Toowong Cemetery

Toowong Cemetery

Toowong Cemetery

The Toowong Cemetery was originally known as the Brisbane General Cemetery. It was started in 1866 and formally opened in 1875, and is Queensland’s largest cemetery, and is also noted as a historic cemetery.

It is placed on 437,300 square metres of land near the Toowong Roundabout that is adjacent to the Centenary Highway.

Grave Location Search: A grave location search is available by Brisbane City Council here.

Toowong Cemetery replaced Brisbane’s first cemetery which was located near Skew Street in the centre of Brisbane. The cemetery contains a sign posted walk that provides information on various people buried therein.

In 1861 200 acres of land was set aside for a new cemetery at Toowong. In 1870 a Cemetery Trust was established with trustees James Cowlishaw, John Hardgrave, William Pettigrew, Samuel Walker Griffith, George Edmonstone, Alexander Raff, John Petrie (Chairman), Michael Quinlan and Nathaniel Lade the trustees to search for alternative sites as the Toowong site was considered by some as inappropriate. Colonel Samuel Blackall, Queensland’s second Governor, had been a supporter of the Toowong site and in his ill health indicated his desire to be buried there — this was done when he was buried on the highest knoll on 3 January 1871.

Toowong Cemetery entrance near Toowong Roundabout

Toowong Cemetery entrance near Toowong Roundabout

Even though Blackall had been buried, the search for an alternate site continued. The search was unsuccessful however and the Toowong site was eventually was accepted as the final location. Six more burials were performed before the official opening of the Cemetery in 1875.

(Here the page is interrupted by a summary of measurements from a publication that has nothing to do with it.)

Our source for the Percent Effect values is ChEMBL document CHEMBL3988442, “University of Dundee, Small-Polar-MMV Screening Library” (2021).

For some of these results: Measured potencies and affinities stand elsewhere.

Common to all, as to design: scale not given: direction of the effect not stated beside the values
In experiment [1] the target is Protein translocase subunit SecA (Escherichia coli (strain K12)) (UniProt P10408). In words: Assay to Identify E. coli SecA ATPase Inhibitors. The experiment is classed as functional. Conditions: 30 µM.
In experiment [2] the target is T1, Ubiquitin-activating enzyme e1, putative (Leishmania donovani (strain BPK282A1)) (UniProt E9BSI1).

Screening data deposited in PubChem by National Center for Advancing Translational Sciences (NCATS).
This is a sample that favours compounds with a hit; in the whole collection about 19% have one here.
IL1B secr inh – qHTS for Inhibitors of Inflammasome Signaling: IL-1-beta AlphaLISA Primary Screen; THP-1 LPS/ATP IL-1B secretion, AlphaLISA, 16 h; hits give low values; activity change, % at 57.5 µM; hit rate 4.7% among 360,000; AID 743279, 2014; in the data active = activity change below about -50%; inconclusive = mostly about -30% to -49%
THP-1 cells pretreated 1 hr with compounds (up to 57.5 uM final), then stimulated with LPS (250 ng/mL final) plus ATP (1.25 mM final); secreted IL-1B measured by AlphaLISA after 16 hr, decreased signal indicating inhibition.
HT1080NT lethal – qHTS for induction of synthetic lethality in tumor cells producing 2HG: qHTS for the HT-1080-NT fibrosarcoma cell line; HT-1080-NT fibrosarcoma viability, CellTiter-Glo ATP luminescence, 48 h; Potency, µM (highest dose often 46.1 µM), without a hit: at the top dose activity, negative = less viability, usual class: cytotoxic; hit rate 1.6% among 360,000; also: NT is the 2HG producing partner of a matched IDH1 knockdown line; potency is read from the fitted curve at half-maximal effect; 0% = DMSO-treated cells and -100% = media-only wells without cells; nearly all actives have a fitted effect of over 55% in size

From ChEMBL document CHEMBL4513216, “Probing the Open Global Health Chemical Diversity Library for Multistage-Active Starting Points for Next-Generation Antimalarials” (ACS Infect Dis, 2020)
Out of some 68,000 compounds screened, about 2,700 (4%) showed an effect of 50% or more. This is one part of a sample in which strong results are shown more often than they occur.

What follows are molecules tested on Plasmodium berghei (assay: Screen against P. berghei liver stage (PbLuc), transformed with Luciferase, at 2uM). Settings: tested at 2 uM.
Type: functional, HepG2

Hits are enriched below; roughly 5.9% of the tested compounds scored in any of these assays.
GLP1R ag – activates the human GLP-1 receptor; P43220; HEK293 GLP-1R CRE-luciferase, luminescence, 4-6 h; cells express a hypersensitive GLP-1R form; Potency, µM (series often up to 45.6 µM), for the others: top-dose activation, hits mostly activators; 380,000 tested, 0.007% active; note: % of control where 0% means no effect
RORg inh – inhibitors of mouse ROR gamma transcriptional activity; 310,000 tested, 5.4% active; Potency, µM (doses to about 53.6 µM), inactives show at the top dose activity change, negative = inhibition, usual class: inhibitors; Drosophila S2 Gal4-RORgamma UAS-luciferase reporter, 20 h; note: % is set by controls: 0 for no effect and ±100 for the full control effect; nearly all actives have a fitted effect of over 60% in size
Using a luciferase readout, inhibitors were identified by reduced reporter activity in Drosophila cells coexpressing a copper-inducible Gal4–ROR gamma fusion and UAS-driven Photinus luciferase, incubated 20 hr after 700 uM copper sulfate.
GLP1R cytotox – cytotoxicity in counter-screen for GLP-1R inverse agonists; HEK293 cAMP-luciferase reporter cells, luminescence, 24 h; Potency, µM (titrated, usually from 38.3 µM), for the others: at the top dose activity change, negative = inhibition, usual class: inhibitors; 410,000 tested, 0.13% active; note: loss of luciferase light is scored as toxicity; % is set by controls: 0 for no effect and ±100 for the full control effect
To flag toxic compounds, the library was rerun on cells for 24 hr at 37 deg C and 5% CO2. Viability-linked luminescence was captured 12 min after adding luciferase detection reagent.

In April 1975 the Cemetery was full with all plots having been sold.  The Cemetery was closed to new burials except for family graves.

Toowong Cemetery Grave Cross

Toowong Cemetery Grave Cross

The Brisbane City Council started a project to remove hundreds of worn, forgotten headstones in the three major city cemeteries. Old, neglected monuments were removed from Toowong, Lutwyche and South Brisbane cemeteries and trees and shrubs planted. The long term aim of the scheme was to return the cemeteries to open space with a parkland atmosphere. It is thought approximately 1,000 memorials were removed from Toowong.

The Cemetery was reopened in 1998 with approximately 450 plots available for sale.

Currently, the Cemetery is a popular place for joggers and dog walkers, with its over-hanging fig trees and winding pathways. It has also earned a reputation for being haunted. Brisbane Ghost Tours conduct regular guided tours through the grounds of the cemetery on Saturday nights.

Toowong Cemetry Headstones

Toowong Cemetry Headstones

Article courtesy Wikipedia.